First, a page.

The racial dialogue does appear to me…more polarized than here in Canada. But Toronto does have some of the same passion in debate since it has the largest black community. The issue of carding by police there comes up…despite the fact they have their first black police chief.

    In Vancouver, there are now some prolonged discussion on wealthy Chinese nationals from China buying real estate and driving up prices.. And the criticism of some, comes from long time citizens who are both Chinese descent and others.

    I could go on. But thank goodness the dialogue against Muslim CAnadians is not furious, so grossly wrong as it shows /inflamed by the media in the U.S.

    Liked by 2 people

    1. It’s important that all citizens of a country feel as if they can exist in that country without fear of being targeted because of their race, etc. It seems that when tensions arise we are quick to retreat behind racial lines …

      As for the Chinese nationals, they are not Canadian citizens are they? Would legislation take care of this issue?


      1. I believe Vancouver has had the province help them draft legislation on Chinese nationals who buy homes but don’t occupy them at all. Meaning foreign owners. Then there are Chinese nationals who use their children who are Canadian, to occupy..which is fine. The issue is foreign ownership who drive up prices but they don’t live in Canada to contribute to economy, society in general, etc.

        It’s a complicated issue.

        Then in Richmond a suburb of Vancouver by the airport, it’s 60% Asian Canadians which isn’t a problem itself. It’s more on non-Asians hearing and seeing nothing but Chinese signs…

        I agree 110% of not feeling targeted….due to race.

        Liked by 1 person

  5. On the other hand, it’s not unreasonable to fear things that are fearful. True, people go to work and then home again every day without being stopped for driving while black. On the other hand, the knowledge that it could happen, that it does happen, has to weigh heavily on a person. I’m white and not vulnerable to that particular form of attack, but I’m vulnerable to others and know the weight they put on a person, even if when it’s other people in my categories, not me personally, that they happen to.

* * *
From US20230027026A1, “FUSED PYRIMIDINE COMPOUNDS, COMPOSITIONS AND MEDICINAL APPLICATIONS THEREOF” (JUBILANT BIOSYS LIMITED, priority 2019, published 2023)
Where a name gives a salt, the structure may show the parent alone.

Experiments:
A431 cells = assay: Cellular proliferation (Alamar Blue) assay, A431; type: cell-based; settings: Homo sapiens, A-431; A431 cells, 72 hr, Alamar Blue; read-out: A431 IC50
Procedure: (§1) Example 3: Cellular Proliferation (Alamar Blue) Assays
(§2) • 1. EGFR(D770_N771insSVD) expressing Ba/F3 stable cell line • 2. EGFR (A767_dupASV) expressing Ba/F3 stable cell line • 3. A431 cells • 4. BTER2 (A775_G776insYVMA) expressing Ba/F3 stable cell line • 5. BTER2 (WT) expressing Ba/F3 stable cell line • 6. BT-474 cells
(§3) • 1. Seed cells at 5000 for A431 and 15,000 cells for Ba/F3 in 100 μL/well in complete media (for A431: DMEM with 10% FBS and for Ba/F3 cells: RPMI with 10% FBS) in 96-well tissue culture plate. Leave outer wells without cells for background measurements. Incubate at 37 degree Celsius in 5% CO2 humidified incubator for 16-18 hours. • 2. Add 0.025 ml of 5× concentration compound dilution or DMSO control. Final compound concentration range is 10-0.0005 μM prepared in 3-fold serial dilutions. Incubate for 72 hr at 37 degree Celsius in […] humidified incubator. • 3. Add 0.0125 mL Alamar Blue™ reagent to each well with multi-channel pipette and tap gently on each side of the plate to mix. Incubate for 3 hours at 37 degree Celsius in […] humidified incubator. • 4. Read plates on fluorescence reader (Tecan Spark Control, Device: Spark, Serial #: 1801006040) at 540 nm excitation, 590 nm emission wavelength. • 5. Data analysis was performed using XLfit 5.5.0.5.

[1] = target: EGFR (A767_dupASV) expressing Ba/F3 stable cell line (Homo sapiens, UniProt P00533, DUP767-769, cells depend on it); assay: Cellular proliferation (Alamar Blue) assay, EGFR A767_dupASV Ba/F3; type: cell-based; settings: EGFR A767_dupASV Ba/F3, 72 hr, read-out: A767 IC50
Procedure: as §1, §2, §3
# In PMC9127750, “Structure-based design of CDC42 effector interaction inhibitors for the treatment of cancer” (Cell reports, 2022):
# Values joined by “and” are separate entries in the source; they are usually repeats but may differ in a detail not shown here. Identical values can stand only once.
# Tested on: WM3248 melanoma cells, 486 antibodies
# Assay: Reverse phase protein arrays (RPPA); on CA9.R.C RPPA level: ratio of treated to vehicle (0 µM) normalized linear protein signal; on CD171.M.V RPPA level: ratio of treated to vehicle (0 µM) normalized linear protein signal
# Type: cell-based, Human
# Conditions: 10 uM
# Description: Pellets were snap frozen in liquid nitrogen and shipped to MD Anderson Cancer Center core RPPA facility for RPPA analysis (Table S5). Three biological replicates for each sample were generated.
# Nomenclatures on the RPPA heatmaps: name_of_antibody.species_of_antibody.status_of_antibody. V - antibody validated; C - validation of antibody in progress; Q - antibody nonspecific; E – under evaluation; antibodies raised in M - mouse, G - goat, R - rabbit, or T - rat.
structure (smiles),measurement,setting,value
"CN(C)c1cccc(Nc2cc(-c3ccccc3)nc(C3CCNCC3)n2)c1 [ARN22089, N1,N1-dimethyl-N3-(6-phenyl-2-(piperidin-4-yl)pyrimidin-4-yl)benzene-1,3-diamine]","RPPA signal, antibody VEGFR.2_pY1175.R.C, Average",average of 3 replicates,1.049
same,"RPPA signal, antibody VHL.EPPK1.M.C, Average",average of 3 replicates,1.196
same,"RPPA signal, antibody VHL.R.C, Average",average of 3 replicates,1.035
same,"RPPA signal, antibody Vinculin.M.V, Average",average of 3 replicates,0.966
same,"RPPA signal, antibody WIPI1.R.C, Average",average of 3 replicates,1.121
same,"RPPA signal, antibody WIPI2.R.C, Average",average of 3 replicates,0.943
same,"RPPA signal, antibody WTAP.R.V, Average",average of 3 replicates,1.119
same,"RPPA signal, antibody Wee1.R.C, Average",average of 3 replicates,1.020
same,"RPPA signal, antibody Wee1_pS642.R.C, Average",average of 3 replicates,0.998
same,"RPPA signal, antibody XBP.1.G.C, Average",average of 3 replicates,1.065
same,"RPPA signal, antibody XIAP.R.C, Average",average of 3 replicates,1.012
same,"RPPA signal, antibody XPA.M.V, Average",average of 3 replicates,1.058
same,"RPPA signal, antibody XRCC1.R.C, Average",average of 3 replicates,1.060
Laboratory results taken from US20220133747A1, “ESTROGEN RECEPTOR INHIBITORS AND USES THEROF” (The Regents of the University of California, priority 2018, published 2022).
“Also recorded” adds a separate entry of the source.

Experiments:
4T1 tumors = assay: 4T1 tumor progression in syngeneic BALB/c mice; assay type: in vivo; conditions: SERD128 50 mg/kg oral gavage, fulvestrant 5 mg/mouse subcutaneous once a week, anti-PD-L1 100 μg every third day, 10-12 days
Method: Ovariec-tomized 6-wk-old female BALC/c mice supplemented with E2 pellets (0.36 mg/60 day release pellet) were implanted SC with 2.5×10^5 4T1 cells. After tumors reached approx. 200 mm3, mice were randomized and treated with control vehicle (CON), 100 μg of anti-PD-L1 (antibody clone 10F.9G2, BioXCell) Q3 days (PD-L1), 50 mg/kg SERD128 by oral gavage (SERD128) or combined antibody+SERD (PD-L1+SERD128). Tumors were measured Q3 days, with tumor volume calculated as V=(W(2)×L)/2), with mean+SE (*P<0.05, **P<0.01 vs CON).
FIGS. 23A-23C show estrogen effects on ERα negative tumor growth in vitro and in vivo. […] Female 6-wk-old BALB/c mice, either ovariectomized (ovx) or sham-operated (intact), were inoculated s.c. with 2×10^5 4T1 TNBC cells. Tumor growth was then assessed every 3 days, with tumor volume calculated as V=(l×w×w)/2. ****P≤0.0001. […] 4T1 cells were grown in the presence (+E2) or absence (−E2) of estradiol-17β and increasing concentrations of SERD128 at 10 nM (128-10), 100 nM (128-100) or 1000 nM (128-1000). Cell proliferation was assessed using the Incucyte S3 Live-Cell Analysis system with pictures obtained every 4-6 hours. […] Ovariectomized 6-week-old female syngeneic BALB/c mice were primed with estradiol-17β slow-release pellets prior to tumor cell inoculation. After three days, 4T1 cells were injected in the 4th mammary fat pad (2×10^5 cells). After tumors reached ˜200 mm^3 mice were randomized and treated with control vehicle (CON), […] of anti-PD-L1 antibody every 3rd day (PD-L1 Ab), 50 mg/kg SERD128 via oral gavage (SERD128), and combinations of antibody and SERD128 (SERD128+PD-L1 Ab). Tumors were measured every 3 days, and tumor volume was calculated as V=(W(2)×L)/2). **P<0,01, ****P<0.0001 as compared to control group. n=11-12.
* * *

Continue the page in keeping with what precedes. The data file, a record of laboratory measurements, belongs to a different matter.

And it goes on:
Someone I know–a black Londoner living in absurdly white Cornwall–said casually a while back that she’d never want to visit the U.S. because of its rampant racism. (I’m paraphrasing–I can’t remember her exact words.) I was struck by the comment, because although American racism is hardly news to me I see it still from the inside, which is to say I can forget to see it as shocking. It’s always been there. I forget how it can shock outsiders, and they remind me to be shocked myself.

    Liked by 2 people

    1. Your comment reminds me of something someone said: privilege is invisible to those who have it. It seems that you’ve trained or continue to train yourself to be sensitive to the issues others face. We could borrow a leaf from you.

      The people who maintain that this bias does not exist or is being over hyped need to look again . . . and be shocked.

      Thanks for sharing.

      Liked by 1 person

  6. For all it’s faults, I like living in America. I’ve lived all over this country and in Israel, and right now, where I am, is a happy place. Madison, Wisconsin is 250,000 people – a small city or a large town, depending on ow you look at it. We’ve got tall buildings but also cornfields and cows within a few minutes’ drive. The scenery here is beautiful, and we’ve got plenty of Starbucks.

    I wish Americans were less xenophobic in general, and more accepting/tolerant/AWARE of other nations’ cultures and situations.

    Liked by 3 people

    1. I like your description of your town: We’ve got tall buildings but also cornfields and cows within a few minutes’ drive. 🙂

      You can’t judge an entire country based on events in certain areas, right?

      Enjoy living in America! Yes, there’s room for improvement.

      Liked by 1 person

  7. Right now, in the US, a lot of intelligent people are staying away from the ‘race wars’ conversation because they are afraid of being attacked and labled as a racist. Which is very unfortunate because “facts” that simply are not true are being propagated.

    I feel like America has become a “politically correct” state of parroting, finger-pointing and tribalism. And, as others have been quick to point out, the media is doing a fantastic job of highlighting every flaw of the police and everyone seems to be blaming white people.

    I’ll let the latter absurdity sink in for a moment.

    This is not to say there isn’t racial profiling, police brutality and racism. But everyone seems hot on blaming each other for something we cannot change – our skin tone. I hope America wakes up and realizes that we are being pitted against each other by the media. Because normally everyone goes about their lives doing their thing, but poverty is eating away at our country, and interestingly, we are not looking at that, but swallowing spoon-fed half-truths by the news.